Mar 30, 2012 10:17AM ● Published by Style
Photos by Dante Fontana
Folsom resident Richard Hunter was a second lieutenant in the U.S. Marine Corps when he got the news that changed his life forever.
A routine medical checkup revealed he suffered from a rare genetic disorder, retinitis pigmentosa (RP) – a disease that impairs vision and can eventually lead to blindness. After his discharge from the Marines, Hunter decided to turn his disability into an advantage, getting his master’s degree and working as a school psychologist with an emphasis in helping children with special needs. When his visual impairment forced him into an early retirement, he began running marathons and triathlons, and in November of last year he competed in his first Ironman – swimming 2.4 miles, biking 112 miles and running 26.2 miles…all in under 12 hours.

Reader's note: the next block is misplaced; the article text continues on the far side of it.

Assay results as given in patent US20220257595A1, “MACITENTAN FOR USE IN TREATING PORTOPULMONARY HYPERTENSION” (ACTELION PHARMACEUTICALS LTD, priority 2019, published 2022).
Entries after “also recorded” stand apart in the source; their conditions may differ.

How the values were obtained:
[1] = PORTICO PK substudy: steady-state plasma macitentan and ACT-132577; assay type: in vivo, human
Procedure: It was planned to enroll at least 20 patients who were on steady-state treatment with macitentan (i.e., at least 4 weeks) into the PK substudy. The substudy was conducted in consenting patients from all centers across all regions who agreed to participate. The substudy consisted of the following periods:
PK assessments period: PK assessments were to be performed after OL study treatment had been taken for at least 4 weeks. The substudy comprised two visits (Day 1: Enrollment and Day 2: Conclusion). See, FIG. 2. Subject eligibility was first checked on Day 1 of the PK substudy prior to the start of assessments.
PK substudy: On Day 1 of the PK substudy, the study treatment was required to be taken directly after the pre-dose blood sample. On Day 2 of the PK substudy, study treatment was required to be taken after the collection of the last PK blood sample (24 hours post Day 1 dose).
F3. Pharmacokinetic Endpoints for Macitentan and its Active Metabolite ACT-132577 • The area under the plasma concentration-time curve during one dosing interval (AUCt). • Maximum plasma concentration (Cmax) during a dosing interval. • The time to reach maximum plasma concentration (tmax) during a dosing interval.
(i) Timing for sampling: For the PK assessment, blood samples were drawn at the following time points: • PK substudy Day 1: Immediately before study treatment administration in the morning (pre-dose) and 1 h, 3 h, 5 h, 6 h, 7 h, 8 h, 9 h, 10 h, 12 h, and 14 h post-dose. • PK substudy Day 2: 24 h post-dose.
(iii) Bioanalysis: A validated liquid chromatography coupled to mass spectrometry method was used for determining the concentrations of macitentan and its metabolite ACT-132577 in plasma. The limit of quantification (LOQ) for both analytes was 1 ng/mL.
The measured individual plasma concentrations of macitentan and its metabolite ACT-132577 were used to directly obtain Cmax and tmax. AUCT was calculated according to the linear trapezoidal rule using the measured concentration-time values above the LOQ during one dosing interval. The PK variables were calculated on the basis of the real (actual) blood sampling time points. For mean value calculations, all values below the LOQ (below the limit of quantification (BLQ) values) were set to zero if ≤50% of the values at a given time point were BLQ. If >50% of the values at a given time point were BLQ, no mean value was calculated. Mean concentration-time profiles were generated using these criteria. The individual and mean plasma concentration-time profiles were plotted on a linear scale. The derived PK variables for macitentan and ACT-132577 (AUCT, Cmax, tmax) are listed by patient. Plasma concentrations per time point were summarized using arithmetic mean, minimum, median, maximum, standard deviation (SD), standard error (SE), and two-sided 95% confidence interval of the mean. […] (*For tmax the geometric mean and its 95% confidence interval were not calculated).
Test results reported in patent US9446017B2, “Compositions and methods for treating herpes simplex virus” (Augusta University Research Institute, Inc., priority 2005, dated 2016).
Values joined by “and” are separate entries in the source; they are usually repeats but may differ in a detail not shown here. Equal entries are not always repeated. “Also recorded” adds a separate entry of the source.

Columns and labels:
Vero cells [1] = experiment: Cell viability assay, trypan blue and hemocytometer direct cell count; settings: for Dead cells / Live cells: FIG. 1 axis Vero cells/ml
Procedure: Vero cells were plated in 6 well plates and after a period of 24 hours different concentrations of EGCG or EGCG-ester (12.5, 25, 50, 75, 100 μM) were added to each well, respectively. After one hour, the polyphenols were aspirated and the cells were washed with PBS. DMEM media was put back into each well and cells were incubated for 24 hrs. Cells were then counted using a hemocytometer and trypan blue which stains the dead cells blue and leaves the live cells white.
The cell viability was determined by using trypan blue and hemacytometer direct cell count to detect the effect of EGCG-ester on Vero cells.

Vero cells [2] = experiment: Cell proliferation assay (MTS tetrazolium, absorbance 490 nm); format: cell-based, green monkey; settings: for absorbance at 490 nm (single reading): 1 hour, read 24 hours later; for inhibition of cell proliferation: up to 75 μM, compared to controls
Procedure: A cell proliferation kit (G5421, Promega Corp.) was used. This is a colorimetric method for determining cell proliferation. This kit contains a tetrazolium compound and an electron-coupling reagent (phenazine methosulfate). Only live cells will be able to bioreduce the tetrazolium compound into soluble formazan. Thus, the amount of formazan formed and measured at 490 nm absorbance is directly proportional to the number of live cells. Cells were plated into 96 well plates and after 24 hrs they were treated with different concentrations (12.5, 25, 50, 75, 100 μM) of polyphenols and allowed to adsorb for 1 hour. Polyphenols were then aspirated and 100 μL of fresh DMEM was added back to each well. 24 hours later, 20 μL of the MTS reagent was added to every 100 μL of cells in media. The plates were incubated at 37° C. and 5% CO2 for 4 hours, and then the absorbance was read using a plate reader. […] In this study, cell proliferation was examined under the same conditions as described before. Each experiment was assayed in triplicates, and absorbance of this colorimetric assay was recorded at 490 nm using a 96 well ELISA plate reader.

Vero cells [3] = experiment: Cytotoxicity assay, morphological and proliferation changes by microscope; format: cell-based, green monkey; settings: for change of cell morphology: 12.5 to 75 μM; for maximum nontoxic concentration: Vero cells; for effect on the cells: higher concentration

Hunter attributes his success to the involvement of guides for the visually impaired, and now works tirelessly to bring together guides and visually impaired athletes all over the U.S. and Canada. As a strong advocate for visually impaired endurance athletes, he was instrumental in opening the California International Marathon to the visually impaired. Yet Hunter’s primary motivation is to be a positive role model for his three daughters. He explains, “I want to show my children . . . that you can still set ambitious goals in the face of adversity.”
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